The whole city is affected by the presence of groundwater, the level of which varies by up to a metre, being at its highest in spring due to snow melting in the mountains inland.

The city is very close to the mountains, and the ski slopes of Passo Lanciano are a 30 minute drive away.


Pescara has a humid subtropical climate (Cfa) with Mediterranean influences. The city's climate is characterized by hot summers and cool winters. Since its driest month has 34 mm (1.3 inches) of precipitation, the city cannot be solely classified as Mediterranean. Not to mention, although there is a dry tendency in early summer, August (late summer) is as wet as the winter month of February, which is unusual for the Mediterranean pattern.[6][7]

The average temperature is around 7 °C (45 °F) in the coldest month (January) and 24.5 °C (76.1 °F) in the warmest month (July). The lowest temperature recorded in the city was −13 °C (9 °F) on 4 January 1979. The highest was registered on 30 August 2007 at 45 °C (113 °F). Precipitation is low (around 676 mm (26.6 in) per annum) and concentrated mainly in the late autumn.

Pescara is a coastal city, but its climate is influenced by the surrounding mountains (the Maiella and the chain of Gran Sasso). When the wind is southwesterly, Pescara experiences a Foehn wind that often reaches 100 km/h (62 mph), causing a sudden increase in temperature and decrease in relative humidity, and for that reason winters with temperatures that exceed 20 °C (68 °F) almost daily are not unknown. Pescara experiences 35 days annually with minimum temperature below 0 °C (32 °F).[8]

Under northeasterly winds Pescara suffers precipitation which is generally weak, but can be much more intense if accompanied by a depression. Also from the north east comes winter weather from Siberia that, on average, brings abundant snowfalls every 3–4 years. In summer the weather is mostly stable and sunny with temperatures that, thanks to the sea breeze, rarely exceed 35 degrees unless a southwesterly Libeccio is blowing. Particularly in summer, but also in winter, the high humidity leads to morning and evening mist or haze.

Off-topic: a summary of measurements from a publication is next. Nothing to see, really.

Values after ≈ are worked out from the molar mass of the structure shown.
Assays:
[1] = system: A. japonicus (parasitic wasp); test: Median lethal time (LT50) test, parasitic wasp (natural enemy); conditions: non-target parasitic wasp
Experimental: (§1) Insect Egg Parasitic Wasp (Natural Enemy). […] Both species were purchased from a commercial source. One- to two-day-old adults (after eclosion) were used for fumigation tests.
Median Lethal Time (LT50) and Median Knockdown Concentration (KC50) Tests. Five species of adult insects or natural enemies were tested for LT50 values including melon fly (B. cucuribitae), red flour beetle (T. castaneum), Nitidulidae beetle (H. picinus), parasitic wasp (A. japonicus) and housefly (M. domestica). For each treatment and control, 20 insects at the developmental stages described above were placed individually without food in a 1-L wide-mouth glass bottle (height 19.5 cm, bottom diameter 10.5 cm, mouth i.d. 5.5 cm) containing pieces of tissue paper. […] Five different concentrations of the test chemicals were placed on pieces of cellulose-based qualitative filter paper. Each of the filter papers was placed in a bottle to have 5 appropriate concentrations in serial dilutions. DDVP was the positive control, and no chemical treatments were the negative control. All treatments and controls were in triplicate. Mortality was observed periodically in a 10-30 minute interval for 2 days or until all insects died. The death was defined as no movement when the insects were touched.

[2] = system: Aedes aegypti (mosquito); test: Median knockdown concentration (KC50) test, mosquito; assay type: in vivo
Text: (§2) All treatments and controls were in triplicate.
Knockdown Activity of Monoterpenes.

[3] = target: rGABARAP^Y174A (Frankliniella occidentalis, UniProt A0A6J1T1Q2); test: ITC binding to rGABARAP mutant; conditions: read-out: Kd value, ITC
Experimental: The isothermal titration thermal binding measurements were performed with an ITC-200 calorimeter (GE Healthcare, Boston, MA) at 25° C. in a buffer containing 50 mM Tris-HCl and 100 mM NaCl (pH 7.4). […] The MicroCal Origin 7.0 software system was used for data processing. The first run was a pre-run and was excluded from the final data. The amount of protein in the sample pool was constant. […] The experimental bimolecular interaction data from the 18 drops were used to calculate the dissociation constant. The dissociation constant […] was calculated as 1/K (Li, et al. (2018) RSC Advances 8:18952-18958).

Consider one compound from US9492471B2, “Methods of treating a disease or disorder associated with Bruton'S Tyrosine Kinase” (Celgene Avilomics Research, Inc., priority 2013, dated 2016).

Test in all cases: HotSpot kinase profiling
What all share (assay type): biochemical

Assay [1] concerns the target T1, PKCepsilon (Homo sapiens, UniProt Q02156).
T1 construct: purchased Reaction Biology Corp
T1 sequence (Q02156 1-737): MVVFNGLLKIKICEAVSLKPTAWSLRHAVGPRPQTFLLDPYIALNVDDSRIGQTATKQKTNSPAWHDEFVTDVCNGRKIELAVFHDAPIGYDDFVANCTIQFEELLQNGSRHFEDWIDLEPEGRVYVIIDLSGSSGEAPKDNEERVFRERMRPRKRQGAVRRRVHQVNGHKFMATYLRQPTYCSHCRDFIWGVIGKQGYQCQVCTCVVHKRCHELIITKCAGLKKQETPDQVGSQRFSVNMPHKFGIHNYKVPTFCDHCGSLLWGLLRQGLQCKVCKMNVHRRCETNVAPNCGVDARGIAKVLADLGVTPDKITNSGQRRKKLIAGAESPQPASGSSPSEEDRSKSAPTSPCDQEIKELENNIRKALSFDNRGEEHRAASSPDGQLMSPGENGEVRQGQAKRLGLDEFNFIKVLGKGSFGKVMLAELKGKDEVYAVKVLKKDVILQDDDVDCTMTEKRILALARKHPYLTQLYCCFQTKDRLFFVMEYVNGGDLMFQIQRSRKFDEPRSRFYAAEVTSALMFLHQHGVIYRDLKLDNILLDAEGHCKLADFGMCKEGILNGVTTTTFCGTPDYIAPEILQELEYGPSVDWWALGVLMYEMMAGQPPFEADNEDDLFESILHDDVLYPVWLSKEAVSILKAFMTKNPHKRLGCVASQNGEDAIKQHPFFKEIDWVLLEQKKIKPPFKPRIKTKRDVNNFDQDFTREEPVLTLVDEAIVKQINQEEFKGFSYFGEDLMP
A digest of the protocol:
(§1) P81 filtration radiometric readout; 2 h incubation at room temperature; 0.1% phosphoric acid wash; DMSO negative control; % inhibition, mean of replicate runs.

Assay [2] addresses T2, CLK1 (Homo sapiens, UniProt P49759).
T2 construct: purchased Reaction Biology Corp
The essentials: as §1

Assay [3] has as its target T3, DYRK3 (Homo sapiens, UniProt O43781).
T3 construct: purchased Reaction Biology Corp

Climate data for Pescara, 1981–2010 normals
Month Jan Feb Mar Apr May Jun Jul Aug Sep Oct Nov Dec Year
Mean daily maximum °C (°F) 11.4
Daily mean °C (°F) 6.5
Mean daily minimum °C (°F) 1.5
Average precipitation mm (inches) 49.6
Average precipitation days 5.3 5.5 5.8 5.4 4.5 5 3.1 3.9 5.1 6.2 7.5 7.5 64.8
Average dew point °C (°F) 0.7
Source: NOAA[8]
Climate data for Pescara (Abruzzo Airport), elevation: 11 m or 36 ft, 1961–1990 normals
Month Jan Feb Mar Apr May Jun Jul Aug Sep Oct Nov Dec Year
Mean daily maximum °C (°F) 10.5
Daily mean °C (°F) 6.1
Mean daily minimum °C (°F) 1.7
Average precipitation mm (inches) 54.7
Average relative humidity (%) 74 73 72 71 72 70 69 71 72 75 76 76 73
Mean monthly sunshine hours 96.1 109.2 151.9 192.0 241.8 261.0 303.8 275.9 219.0 170.5 111.0 89.9 2,222.1
Mean daily sunshine hours 3.1 3.9 4.9 6.4 7.8 8.7 9.8 8.9 7.3 5.5 3.7 2.9 6.1
Source: NOAA[9]


Old town

Pescara's origins precede the Roman conquest. It was founded to be the port of Vestini and Marrucini tribes to trade with the peoples of the Orient, a supporting role that was held for centuries. The name of both the town and the river was Aternum, it was connected to Rome through the Via Claudia Valeria and the Via Tiburtina. The main building was the temple of Jovis Aternium. The town was an important port for trade with the Eastern provinces of the Empire.